In “On the Move,” our regular column about migration, we present pairs of distribution maps from eBird that you can use to compare where interesting birds are at different times of year. We featured White-throated Sparrow, pictured above, in our December 2014 issue.
Familiar White-throated Sparrow breeds across the boreal forest of Canada and in the north-central and northeastern United States and winters in the eastern, southern, and Pacific states. These maps show where the bird was found in July and December from 2003 to 2013. In July, it was reported from western Canada to Newfoundland and across the northern states. Outliers were seen in Alaska, Texas, and other locations. In December, sparrows were recorded across southern Canada and throughout the eastern half of the U.S. The concentration was heaviest from eastern Texas to Connecticut. Along the Pacific coast, where the birds are uncommon to rare in coastal brush, they were observed from British Columbia to southern California. Purple squares in inland areas represent uncommon records — often single birds but sometimes small groups. Birders in the Interior West should watch for the species among flocks of other Zonotrichia sparrows.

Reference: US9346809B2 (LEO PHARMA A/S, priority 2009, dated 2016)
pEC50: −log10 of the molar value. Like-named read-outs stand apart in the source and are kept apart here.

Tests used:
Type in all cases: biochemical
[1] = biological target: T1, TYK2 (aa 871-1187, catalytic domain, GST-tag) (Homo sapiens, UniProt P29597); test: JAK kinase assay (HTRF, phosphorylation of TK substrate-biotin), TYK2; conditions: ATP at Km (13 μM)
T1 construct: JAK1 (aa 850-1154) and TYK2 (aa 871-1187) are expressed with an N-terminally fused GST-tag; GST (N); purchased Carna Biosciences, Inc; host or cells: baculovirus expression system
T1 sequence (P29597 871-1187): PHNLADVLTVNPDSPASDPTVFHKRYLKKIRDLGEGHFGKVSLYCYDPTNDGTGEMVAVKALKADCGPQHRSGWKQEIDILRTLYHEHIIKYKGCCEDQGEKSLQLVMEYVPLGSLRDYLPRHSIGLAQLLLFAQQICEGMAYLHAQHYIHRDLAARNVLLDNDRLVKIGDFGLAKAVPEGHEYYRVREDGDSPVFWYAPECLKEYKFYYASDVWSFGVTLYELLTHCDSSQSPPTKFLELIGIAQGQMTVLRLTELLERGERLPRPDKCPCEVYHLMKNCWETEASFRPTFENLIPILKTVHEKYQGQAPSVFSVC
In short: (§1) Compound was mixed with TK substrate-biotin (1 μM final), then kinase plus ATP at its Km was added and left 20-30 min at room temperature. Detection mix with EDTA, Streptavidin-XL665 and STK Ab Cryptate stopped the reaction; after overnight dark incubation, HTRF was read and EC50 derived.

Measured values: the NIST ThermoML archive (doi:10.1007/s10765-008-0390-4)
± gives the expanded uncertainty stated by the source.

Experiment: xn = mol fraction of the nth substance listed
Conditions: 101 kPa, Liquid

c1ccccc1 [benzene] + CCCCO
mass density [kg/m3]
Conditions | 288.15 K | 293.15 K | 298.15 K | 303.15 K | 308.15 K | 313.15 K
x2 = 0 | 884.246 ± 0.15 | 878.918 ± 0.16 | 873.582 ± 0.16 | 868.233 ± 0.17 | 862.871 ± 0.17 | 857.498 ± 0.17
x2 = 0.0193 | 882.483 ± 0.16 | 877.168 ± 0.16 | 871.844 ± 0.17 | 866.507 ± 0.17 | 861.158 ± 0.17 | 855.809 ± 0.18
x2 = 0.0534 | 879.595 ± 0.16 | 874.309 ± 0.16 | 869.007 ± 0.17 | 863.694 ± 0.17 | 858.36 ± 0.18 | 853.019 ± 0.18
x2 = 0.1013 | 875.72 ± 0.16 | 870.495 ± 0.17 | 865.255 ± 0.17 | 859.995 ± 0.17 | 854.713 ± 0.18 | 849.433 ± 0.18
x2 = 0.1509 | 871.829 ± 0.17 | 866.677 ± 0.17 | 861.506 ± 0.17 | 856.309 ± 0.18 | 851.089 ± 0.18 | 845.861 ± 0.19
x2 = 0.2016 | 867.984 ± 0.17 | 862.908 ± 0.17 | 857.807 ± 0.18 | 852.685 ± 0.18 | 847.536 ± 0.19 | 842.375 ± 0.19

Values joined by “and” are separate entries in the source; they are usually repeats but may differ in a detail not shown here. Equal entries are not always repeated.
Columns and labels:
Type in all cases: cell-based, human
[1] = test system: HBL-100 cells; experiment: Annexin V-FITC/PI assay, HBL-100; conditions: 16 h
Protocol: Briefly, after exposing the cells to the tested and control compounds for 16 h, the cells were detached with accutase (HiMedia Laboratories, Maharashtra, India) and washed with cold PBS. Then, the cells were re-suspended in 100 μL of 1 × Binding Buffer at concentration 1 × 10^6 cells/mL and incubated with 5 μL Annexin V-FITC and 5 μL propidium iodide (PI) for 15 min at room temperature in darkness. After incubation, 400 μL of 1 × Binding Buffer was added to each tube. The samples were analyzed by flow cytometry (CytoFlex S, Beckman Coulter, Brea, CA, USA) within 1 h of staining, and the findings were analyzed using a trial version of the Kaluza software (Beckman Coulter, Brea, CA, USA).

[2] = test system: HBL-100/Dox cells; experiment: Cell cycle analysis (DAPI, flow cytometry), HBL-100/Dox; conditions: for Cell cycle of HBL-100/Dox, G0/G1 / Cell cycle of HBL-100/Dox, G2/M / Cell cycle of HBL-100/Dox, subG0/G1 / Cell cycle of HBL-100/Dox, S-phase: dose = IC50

eBird is the real-time online checklist operated by the Cornell Lab of Ornithology and Audubon. “On the Move” is written by eBird’s Garrett MacDonald, Chris Wood, Marshall Iliff, and Brian Sullivan. Submit your bird sightings at ebird.org.
A version of this article appeared in “Birding Briefs” in the December 2014 issue of BirdWatching. Subscribe.Originally Published